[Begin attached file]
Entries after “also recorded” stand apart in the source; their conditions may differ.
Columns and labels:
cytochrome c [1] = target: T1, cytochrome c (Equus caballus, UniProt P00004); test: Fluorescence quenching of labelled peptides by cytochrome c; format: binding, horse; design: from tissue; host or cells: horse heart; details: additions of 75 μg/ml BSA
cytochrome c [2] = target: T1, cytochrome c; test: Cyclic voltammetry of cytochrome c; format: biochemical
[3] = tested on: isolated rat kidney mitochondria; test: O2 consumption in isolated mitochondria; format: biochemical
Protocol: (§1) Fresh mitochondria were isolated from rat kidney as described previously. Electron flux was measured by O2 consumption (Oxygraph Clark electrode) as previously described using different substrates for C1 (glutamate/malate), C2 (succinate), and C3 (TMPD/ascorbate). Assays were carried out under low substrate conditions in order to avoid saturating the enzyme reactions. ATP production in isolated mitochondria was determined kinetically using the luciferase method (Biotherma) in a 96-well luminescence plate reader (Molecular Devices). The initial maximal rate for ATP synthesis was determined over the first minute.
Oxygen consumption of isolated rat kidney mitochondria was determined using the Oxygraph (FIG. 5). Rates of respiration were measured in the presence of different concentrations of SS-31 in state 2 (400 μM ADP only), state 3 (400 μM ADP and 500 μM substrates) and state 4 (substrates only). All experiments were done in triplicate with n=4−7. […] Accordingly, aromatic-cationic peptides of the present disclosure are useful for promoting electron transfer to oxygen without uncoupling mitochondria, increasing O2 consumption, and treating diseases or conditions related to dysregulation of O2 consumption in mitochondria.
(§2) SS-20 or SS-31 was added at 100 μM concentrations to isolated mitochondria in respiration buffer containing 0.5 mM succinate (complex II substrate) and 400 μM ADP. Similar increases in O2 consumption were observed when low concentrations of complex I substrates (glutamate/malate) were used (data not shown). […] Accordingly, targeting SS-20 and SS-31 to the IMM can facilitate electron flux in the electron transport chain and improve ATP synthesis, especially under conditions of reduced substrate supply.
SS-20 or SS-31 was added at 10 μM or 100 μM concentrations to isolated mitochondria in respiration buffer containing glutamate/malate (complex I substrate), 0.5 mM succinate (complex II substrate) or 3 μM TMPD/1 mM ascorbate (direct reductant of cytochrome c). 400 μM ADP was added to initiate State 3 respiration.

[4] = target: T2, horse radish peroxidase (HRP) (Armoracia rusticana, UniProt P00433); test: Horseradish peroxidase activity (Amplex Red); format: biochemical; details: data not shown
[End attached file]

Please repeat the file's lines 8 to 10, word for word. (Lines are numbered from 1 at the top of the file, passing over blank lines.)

(§2) SS-20 or SS-31 was added at 100 μM concentrations to isolated mitochondria in respiration buffer containing 0.5 mM succinate (complex II substrate) and 400 μM ADP. Similar increases in O2 consumption were observed when low concentrations of complex I substrates (glutamate/malate) were used (data not shown). […] Accordingly, targeting SS-20 and SS-31 to the IMM can facilitate electron flux in the electron transport chain and improve ATP synthesis, especially under conditions of reduced substrate supply.
SS-20 or SS-31 was added at 10 μM or 100 μM concentrations to isolated mitochondria in respiration buffer containing glutamate/malate (complex I substrate), 0.5 mM succinate (complex II substrate) or 3 μM TMPD/1 mM ascorbate (direct reductant of cytochrome c). 400 μM ADP was added to initiate State 3 respiration.

[4] = target: T2, horse radish peroxidase (HRP) (Armoracia rusticana, UniProt P00433); test: Horseradish peroxidase activity (Amplex Red); format: biochemical; details: data not shown